Thyroid Cancer – What You Need To Know To Beat It
Medical lingo terms thyroid cancer simply as a malignant growth of the thyroid gland. Behind that placid definition lays a disease which is so dangerous and unpreventable that it leaves only one option out – early detection of thyroid cancer and prompt treatment. None would blink twice before agreeing that knowing thyroid cancer inside and out would help detecting its ominous presence early on, but rarely do you come by an article on this disease that is not heaped in medical jargon which all but the privileged few with stethoscopes around their necks could comprehend. And that leads to this piece of literature.
The thyroid gland is located on the neck under the Adam’s apple. It is a butterfly shaped gland whose primary duty is to produce some very essential hormones called the Thyroidal hormones. These hormones are fundamentally employed in regulating the metabolic activity of the body. The thyroid gland is also charged with absorbing almost all of the Iodine consumed in food, the deficiency of which causes IDD, also referred to as Goiter.
The importance of vitality of your thyroid gland being established let us try to unravel how thyroid cancer operates and how critical it could ultimately be. The first symptom that manifests itself in a patient is the development of a nodule in the neck around the thyroid region. This is often accompanied by a change in voice and unfortunately, pain. Although not all nodules that show up in the neck point to a thyroid cancer, it makes sense to undergo a test just to be sure.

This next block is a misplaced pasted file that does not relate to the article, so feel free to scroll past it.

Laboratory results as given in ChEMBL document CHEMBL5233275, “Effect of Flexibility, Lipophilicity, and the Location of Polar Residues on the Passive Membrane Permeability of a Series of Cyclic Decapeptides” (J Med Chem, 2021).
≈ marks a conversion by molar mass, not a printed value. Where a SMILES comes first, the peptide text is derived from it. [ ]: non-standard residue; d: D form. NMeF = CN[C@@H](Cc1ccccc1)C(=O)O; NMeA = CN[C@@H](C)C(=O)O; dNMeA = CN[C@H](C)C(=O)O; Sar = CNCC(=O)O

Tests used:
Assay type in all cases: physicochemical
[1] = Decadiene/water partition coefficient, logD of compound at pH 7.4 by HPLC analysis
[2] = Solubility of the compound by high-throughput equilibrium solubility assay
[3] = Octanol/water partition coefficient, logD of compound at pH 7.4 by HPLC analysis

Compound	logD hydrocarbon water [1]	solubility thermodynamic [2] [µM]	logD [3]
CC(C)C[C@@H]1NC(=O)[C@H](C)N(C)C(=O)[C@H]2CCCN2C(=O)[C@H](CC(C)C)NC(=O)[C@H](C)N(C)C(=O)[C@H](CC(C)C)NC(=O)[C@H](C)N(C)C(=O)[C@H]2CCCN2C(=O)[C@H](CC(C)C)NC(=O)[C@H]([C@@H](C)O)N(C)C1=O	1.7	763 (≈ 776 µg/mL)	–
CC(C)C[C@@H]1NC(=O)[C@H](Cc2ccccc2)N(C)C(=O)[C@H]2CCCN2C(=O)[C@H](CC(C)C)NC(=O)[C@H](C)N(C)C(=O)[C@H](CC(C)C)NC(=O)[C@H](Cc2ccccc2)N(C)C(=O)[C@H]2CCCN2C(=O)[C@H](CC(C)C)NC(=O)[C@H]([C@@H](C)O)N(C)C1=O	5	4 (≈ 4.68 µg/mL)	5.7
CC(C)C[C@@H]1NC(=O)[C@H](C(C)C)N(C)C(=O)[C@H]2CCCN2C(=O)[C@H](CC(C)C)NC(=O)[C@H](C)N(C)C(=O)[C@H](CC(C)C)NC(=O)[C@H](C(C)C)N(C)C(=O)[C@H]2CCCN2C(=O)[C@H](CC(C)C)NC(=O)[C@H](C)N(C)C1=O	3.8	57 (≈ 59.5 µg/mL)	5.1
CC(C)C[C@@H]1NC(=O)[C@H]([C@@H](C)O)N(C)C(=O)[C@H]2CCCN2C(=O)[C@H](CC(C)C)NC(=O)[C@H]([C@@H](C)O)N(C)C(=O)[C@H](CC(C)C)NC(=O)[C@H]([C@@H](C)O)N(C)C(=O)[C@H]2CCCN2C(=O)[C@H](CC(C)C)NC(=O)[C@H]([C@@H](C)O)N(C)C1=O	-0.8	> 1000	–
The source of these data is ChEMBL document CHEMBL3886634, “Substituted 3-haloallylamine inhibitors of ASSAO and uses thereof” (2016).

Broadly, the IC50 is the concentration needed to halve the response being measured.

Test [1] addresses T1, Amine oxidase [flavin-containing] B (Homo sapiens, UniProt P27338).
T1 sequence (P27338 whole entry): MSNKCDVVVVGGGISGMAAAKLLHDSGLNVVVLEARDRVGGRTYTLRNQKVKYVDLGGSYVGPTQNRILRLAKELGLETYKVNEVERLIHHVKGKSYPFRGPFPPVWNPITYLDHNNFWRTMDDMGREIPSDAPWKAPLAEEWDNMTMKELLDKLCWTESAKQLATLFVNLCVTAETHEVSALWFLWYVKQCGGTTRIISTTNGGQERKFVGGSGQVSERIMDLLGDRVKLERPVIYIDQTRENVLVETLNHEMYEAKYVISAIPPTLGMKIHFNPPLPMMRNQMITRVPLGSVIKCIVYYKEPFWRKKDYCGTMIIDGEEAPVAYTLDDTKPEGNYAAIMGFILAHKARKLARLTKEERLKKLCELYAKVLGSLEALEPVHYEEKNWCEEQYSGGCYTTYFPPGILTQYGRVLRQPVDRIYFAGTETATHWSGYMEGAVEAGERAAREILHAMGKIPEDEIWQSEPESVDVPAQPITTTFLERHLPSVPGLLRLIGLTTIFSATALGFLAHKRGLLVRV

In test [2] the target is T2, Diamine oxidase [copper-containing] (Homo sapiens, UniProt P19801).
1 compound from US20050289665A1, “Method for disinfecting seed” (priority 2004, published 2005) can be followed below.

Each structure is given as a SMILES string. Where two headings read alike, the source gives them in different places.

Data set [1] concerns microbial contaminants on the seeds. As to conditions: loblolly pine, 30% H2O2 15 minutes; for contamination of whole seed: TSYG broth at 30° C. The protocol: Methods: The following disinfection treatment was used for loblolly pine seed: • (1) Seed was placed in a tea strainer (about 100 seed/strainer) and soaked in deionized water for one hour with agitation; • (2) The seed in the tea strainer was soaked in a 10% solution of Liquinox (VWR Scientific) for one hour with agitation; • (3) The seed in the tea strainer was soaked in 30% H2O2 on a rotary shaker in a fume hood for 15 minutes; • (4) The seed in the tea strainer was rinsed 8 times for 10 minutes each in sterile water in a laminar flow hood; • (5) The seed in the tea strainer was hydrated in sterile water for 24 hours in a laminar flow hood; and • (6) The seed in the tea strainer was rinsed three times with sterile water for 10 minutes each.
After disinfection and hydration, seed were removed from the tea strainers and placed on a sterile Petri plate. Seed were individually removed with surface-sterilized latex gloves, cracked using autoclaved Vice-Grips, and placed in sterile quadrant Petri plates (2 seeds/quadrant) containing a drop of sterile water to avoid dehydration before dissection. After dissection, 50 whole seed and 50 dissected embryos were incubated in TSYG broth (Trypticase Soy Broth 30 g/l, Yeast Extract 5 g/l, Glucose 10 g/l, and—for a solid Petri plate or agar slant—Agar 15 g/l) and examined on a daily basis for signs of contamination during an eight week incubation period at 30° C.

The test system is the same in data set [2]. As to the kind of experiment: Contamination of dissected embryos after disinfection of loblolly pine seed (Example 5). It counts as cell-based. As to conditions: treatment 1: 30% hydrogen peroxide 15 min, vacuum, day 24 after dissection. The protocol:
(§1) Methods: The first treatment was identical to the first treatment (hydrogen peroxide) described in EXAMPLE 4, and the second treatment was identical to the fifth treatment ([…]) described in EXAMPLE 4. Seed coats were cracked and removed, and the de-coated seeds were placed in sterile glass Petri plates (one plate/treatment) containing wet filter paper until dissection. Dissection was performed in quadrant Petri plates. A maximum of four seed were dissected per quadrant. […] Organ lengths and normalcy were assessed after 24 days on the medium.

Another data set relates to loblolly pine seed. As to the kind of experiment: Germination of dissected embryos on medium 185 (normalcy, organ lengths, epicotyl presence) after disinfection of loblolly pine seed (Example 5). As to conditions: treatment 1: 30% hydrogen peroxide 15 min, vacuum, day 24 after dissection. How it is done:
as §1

Once the onslaught of thyroid cancer has begun, it will potentially spread to other nearby tissues in the neck. It could also spread to other remote parts of the body through the lymphatic fluid or blood. Thyroid cancer frequently spreads to the bones or even the lungs carried by the blood and the lymphatic fluids.
This paragraph would not exist if not for my gift of gab, since there is absolutely no way of preventing thyroid cancer. Of course, some risk factors have been identified as such which alters the probability of this disease but most of these are beyond the control of a normal person. The risk of thyroid cancer increases with age as with most other cancers. Women have been statistically found to be more vulnerable to this disease. If you have been exposed to nuclear radiation at a young age, the risk of thyroid cancer is magnified considerably. All these factors are obviously beyond the control of the patient and give no hope of identification of any preventive measures. Either you have it or, thankfully, you don’t.
Still, you could make sure that your diet includes a good measure of Iodine in the form of seafood, the deficiency of which seems to accentuate the risk of thyroid cancer.
The only valid pre-emptive protection against thyroid cancer is early detection, which is quite a critical factor in deciding whether you survive the cancer or not. A lump in the throat area, hoarseness or a pain in the neck could indicate thyroid cancer, along with an entire mélange of other diseases. It would be sensible not to wait for the symptoms to set the alarm bells ringing especially since these symptoms do not conclusively point to a case of thyroid cancer. The solution is to get some tests done professionally on a regular basis so that you can detect the cancer as soon as it starts getting it’s vice grip around your throat.